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About the Author: Denise Li is a founder of Material World and a freelance writer-editor. Before that, she spent a few years in the Features section of CLEO and Cosmopolitan Singapore. She considers Chiang Mai her spiritual home and makes it a point to head there for a yearly pilgrimage. She’s also a fitness buff and enjoys boxing, running and the occasional yoga session. Follow her on Twitter @DeniseLiTweets.

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The Thing About Photoshop Is …

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The Thing About Photoshop Is … – Denise Li

MIranda Kerr before and after digital retouching. Are you ready to start seeing more "imperfect" pictures of celeb images?

MIranda Kerr before and after digital retouching. Are you ready to start seeing more “imperfect” pictures of celebs in magazines?

Unless you’ve been living under a rock, or have absolutely zero interest in things pertaining to feminism (which I assume is not the case, because you’re reading this right now), you might have noticed the slew of articles on women-centric websites celebrating Hollywood’s body image heroes and villanising this magazine, which, two years ago, digitally-retouched a Jennifer Lawrence cover so that she had smaller waist and more sunken cheekbones.

I am among the hordes of women cheering J-Law on when she says things like “It should be illegal to call someone fat on TV”, but the truth is, there is something about the whole deal which makes me feel slightly … perturbed.

Don’t get me wrong because I definitely think the use of Photoshop to retouch women’s faces and figures should go the way of the Minidisc player and fax machine, but as someone who has spent a large part of her working life in women’s magazines, I believe I am a unique position to give my take on the whole deal, and it is this:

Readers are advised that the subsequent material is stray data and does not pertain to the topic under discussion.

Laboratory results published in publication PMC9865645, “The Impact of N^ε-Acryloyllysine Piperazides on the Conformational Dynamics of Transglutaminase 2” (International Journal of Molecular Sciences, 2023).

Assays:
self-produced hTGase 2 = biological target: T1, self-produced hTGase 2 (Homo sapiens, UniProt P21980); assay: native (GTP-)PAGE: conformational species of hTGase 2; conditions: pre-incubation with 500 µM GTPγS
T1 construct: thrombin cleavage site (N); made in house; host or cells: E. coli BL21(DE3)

The biggest reason why magazines seem unwilling to do away with Photoshop completely is because readers have come to expect perfect images from the celebrities and models that they see in women’s magazines and on TV. Answer this question honestly: Have you ever passed remarks such as ‘Oh wow, celeb X seems to have put on weight’, “Can you believe model Y has cellulite?” or even ‘Celeb Z may be fat but at least she has a pretty face”?

If it is a “yes” (no shame admitting it, because I’m guilty of the off-hand judging remark myself), then I’m sorry to say, you are part of the problem. On the one hand, women say they want to see real and un-retouched women’s bodies and faces in magazines. And on the other, we have no qualms passing such harsh and quick judgement on other women’s bodies.

Just look at the amount of trolling that goes on when unflattering photos of Beyonce go viral. I mean, we can’t even seem to get over the fact that the click of the shutter during an inopportune time – in the middle of a highly energetic performance – will OBVIOUSLY result in some rather odd expressions caught on camera.

There is a gulf between what we say we want represented in the media, and what we’ve come to expect.

And because of this tension, magazines have some very tough decisions to make when it comes to digital retouching. It is always a gamble to put a fuller-sized model in a fashion magazine because of the negative (if unthinking and knee-jerk) reactions it might elicit. And that’s why, when magazines do it, they kinda have to make a big deal about it. They have to say, “Look! Here’s a spread of a size-12 model! No Photoshop!” Of course, the very act of drawing attention to the fact makes it TOKEN, and therefore, no real progress would have been made in the larger scheme of things.

Truth is, I think it should be a two-way street. While we have every right to clamour for change about how women are represented in the media, I think that’s only half the problem solved. Yes, the media has a responsibility to portray women in a realistic fashion. But we need to find it in ourselves to start accepting the fact that beauty really does come in all shapes and sizes. We should also find it in ourselves to stop nitpicking on every tiny perceived flaw – whether of ourselves or other women.

And that means we need to start being more self-aware and stop throwing off-hand remarks such as “You’ve lost weight since the last time I saw you” or “Kim Kardashian has a fat ass”. These remarks may seem sound harmless but they actually affirm and perpetuate unrealistic ideals about beauty.

When magazines see that their consumers are serious about change, they will have no choice but to start overhauling their editorial strategies as well. Call me idealistic, but I honestly think magazines and consumers can work together somehow to create a New Normal – one where women of all shapes and sizes are celebrated for being beautiful, one where magazines can feature thinner and larger models in equal measure, and where consumers won’t even bat an eyelid when they see these images side by side.